The 12 Hours of Sebring is an annual motorsport endurance race for sports cars held at Sebring International Raceway, on the site of the former Hendricks Army Airfield World War II air base in Sebring, Florida, US. The event is the second round of the WeatherTech SportsCar Championship and in the past has been a round of the now defunct World Sportscar Championship, IMSA GT Championship and American Le Mans Series. In 2012, the race was the opening event of the FIA World Endurance Championship.
The track opened in 1950 on an airfield and is a road racing course styled after those used in European Grand Prix motor racing. The first race was a six-hour race on New Year's Eve 1950. The winning car is currently on display at the Edge Motor Museum in Memphis, Tennessee. The next race held 14 months later as the first 12 Hours of Sebring. The race is famous for its "once around the clock" action, starting during the day and finishing at night. From 1953 to 1972 the 12 Hour was a round of the FIA's premier sports car series which was contested under various names including the World Sportscar Championship and the International Championship for Makes. In the 1950's, in addition to Le Mans, Sebring was on the calendar at the same time races such as the Mille Miglia, Targa Florio, Carrera Panamericana and the Tourist Trophy were on the World Sportscar Championship calendar, such was the prestige of the race. It was also the most important American race for the European teams and drivers, as the United States Formula One Grand Prix was not run until 1959.
In its early years, the Sebring circuit combined former airport runways with narrow two-lane service roads. The 1966 event was a turning point in Sebring history, as the facilities and the safety of the circuit were heavily criticized. Five people were killed during the race, which was more people killed than in the race's prior 15-year history combined. Bob McLean crashed while approaching the hairpin; his car rolled several times, struck a utility pole and then exploded, landing in a ditch and killing McLean. In another incident Mario Andretti in his Ferrari 365 P2 tangled with Don Wester's Porsche 906 on the Warehouse Straight near the Webster Turns, killing four spectators and then crashing into a warehouse next to the track. Subsequent to these events, the facilities were upgraded and the circuit layout was changed, including eliminating the Webster Turns and creating the Green Park Chicane further down the track to move the straight further away from the airport warehouses. The circuit was made safer and there were no fatalities until 1980.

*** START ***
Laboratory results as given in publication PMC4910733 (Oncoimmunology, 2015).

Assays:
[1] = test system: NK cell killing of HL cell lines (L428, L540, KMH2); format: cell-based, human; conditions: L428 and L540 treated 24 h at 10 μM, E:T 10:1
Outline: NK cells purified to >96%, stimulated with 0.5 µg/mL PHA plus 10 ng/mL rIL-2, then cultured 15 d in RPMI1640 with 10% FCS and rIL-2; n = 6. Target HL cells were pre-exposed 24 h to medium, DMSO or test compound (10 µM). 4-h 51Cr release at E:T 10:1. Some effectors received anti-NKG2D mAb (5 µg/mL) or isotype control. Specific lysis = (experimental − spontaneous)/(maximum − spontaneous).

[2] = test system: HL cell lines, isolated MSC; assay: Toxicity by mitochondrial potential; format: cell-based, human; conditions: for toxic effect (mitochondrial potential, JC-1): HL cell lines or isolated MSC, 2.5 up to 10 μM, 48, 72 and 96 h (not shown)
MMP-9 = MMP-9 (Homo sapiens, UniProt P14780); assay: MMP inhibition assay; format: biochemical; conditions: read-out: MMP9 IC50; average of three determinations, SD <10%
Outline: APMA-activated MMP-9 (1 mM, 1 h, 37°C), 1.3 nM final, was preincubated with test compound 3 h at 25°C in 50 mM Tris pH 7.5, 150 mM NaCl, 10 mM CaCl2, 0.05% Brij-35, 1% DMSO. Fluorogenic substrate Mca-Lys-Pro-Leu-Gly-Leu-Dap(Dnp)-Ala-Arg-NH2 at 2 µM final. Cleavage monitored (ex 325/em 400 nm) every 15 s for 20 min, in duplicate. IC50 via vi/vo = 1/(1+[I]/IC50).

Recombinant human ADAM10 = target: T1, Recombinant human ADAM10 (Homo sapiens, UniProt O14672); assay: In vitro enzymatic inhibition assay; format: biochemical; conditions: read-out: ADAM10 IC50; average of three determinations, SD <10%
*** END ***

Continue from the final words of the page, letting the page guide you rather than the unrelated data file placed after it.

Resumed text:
It is known as preparation for the 24 Hours of Le Mans, as the track's extremely bumpy surface, combined with south-central Florida's perennial hot weather, is a test of a car's reliability. In recent years, six overall victories have been achieved by the Audi R8, one fewer than the record seven wins of the Porsche 935.
Races up until 1969 began with the traditional Le Mans start procedure, which was abolished at the end of the 1969 season following Jacky Ickx protesting; by 1970, drivers strapped into their cars waited until the starter waved the green flag, when they drove away. Since 1971, races begin with rolling starts.
The 1966 race had Dan Gurney leading at the last lap, when his engine of his Shelby American Ford GT40 Mk II seized near the end. Gurney pushed his car over the finish line, beaten only by Ken Miles and Lloyd Ruby. However, his actions were ultimately determined to be against the rules and he did not receive credit for his finish.
In 2005, the Chevrolet Corvette C6.R and Aston Martin DBR9 made their race debut in the hotly contested GT1 class, with Aston Martin winning its class for the first time in 49 years at Sebring ahead of the two Corvettes. Corvette had dominated the class the past three years with its previous generation C5R.
The all-new Audi R10 TDI won the 2006 edition of the race, the car's first ever run in competition. The much-hyped Porsche RS Spyder campaigned by Penske Racing dropped to take 2nd place in its LMP2 class, behind the Intersport Lola car. The GT1 Corvette C6R team got their revenge against the Aston Martin, although the second Corvette came within 1/3 of a second of the podium in the closing laps of the race.
2007 saw Audi again winning in the R10 TDI despite requiring more frequent refueling due to changes in American Le Mans series rules intended to even the field between gasoline and diesel-powered engines.
|1||Porsche||18||1960, 1968, 1971, 1973, 1976–1988, 2008|
|2||Ferrari||12||1956, 1958–1964, 1970, 1972, 1995, 1997–1998|
|3||Audi||11||2000–2007, 2009, 2012–2013|
|4||Nissan||5||1989–1991, 1994, 2018|
|Cadillac||2017, 2019, 2021|
|1||Tom Kristensen||6||99–00, 05–06, 2009, 2012|
|2||Rinaldo Capello||5||01–02, 2006, 2009, 2012|
|3||Frank Biela||4||2000, 03–04, 07|
|Allan McNish||2004, 2006, 2009, 2012|
|5||Phil Hill||3||1958, 1959, 1961|
|Olivier Gendebien||1959, 1960, 1961|
|Mario Andretti||1967, 1970, 1972|
|Hans-Joachim Stuck||1975, 1986, 1988|
|Marco Werner||2003, 2005, 2007|
|Pipo Derani||2016, 2018, 2019|
- ^A The car was in fact, a Porsche 935 K3 that has been modified with a single plug cylinder head and a front nose to resemble a Porsche 934 to comply to IMSA GTO specification.
- ^B These races were stopped for a period of time due to heavy rain and/or accidents. The race clock was not stopped for these periods and counted towards the 12 Hours.
- ^C Race record for most distance covered.
- ^D Technically the race "winner" in 1950 was the Crosley Hot Shot of Fritz Koster / Ralph Deshon, entered by Victor Sharpe Jr. of Tampa. While the Wacker / Burrell Allard did cover more distance, the race was run under the "Index of Performance" handicapping rules and the Crosley, with a much smaller engine than the Cadillac-powered Allard, is listed in the Official Sebring Record Book as the winner.
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